The 2015 Paris Agreement aims to keep global warming by 2100 to below 2 °C, with 1.5 °C as a target. Most previous assessments of how likely that is and what would be needed to achieve it have been based on expert-based scenarios for the socioeconomic drivers of greenhouse gas emissions, and hence climate change. These have generally lacked a clear probabilistic interpretation. Here we develop a statistically-based probabilistic approach to the same questions, yielding assessments of needed reductions in emissions to achieve given climate targets with specified probabilities.

The probability of global mean temperature increase over pre-industrial levels being less than 2 °C has been estimated at only 5%, assuming a continuation of current trends1, based on a fully statistical probabilistic model for forecasting future fossil fuel and industry carbon emissions. The study used the United Nations’ (UN) then newly probabilistic projections of world population by country to 21002. Using data from 1960 to 2010, they developed a joint Bayesian hierarchical model for economic growth and carbon intensity (defined as carbon emissions per unit of gross domestic product, GDP), and obtained a resulting probabilistic forecast of future carbon emissions to 2100 using the Kaya identity. They translated this to global mean temperature increase using a relationship developed by the Intergovernmental Panel on Climate Change (IPCC)3. They concluded that the probability of global mean temperature increase over pre-industrial levels being less than 2 °C is only 5%, assuming a continuation of current trends.

This raises the question of what would need to be done to meet the goal of the Paris Agreement of keeping the increase to 2 °C, or ideally to 1.5 °C4. We try to answer this by addressing the following specific questions: Is the world on track to limit global warming to 2 °C? Are countries on track to fulfil their national determined contributions (NDCs)5 as promised in the Paris Agreement? Are the promised amounts enough to achieve the 2 °C or 1.5 °C warming objectives? And if not, how much more is needed?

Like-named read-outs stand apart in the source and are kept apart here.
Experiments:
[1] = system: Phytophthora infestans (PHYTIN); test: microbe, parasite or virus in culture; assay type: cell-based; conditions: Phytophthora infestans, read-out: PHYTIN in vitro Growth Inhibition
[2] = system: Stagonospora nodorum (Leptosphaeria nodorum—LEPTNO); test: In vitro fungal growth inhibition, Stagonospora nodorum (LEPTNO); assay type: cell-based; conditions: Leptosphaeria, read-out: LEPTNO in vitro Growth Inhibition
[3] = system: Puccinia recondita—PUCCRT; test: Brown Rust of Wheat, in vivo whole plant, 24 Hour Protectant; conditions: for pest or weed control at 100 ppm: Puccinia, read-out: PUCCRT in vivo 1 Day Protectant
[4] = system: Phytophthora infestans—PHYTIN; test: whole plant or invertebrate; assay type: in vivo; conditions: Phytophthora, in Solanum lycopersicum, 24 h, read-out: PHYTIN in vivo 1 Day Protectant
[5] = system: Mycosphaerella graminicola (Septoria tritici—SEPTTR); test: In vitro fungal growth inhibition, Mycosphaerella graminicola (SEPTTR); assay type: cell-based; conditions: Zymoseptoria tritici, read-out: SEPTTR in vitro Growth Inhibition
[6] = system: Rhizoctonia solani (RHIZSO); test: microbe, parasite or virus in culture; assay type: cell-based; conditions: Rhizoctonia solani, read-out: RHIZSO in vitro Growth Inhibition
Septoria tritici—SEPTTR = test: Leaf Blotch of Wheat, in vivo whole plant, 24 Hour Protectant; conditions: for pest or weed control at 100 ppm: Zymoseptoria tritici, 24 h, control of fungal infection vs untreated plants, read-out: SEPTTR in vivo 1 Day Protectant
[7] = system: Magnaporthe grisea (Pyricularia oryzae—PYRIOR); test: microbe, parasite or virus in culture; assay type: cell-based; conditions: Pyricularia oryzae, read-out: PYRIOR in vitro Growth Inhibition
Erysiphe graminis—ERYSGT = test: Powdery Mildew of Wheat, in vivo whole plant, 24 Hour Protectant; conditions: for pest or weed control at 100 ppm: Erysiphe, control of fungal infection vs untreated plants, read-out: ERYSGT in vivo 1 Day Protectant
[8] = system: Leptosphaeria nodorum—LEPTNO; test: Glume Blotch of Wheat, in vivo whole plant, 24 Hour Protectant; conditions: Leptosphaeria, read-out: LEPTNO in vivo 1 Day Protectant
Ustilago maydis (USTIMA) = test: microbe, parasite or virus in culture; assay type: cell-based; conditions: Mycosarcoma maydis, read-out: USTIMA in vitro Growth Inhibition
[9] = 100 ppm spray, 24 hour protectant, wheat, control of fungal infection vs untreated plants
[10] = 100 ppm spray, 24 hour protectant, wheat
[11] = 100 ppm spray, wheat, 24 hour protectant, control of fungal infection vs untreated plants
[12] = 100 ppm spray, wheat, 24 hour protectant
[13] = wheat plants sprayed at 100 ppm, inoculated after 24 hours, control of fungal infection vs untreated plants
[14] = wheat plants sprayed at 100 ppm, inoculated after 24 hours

Several other studies have assessed the NDCs in relation to the 2 °C or 1.5 °C goals. One such study analyzed whether the G20 economies are on track to meet their NDC targets6. They evaluated the current policies of the G20 economies, evaluated across scenarios and concluded that Turkey, India, and Russia are the only economies on track to meet their NDCs, which agrees with our analysis. Another study produced similar projections, but interpreted the results from the perspective of the emissions budget7. These studies have addressed the questions above, but they are restricted to a subset of emittors and are not probabilistic. They also do not have a general method to link the emissions to the future global mean temperature.

Here we try to answer these questions by making probabilistic forecasts of emissions for most countries and building a model linking CO2 emissions and global mean temperature. To estimate the model, we use the Coupled Model Intercomparison Project Phase 5 (CMIP 5)8 ensemble of climate models, but we explicitly account for bias and measurement error in the models that make up the ensemble. We then analyze the NDCs, and produce conditional probabilistic forecasts of future global temperature with respect to the commitments made by countries in the NDCs.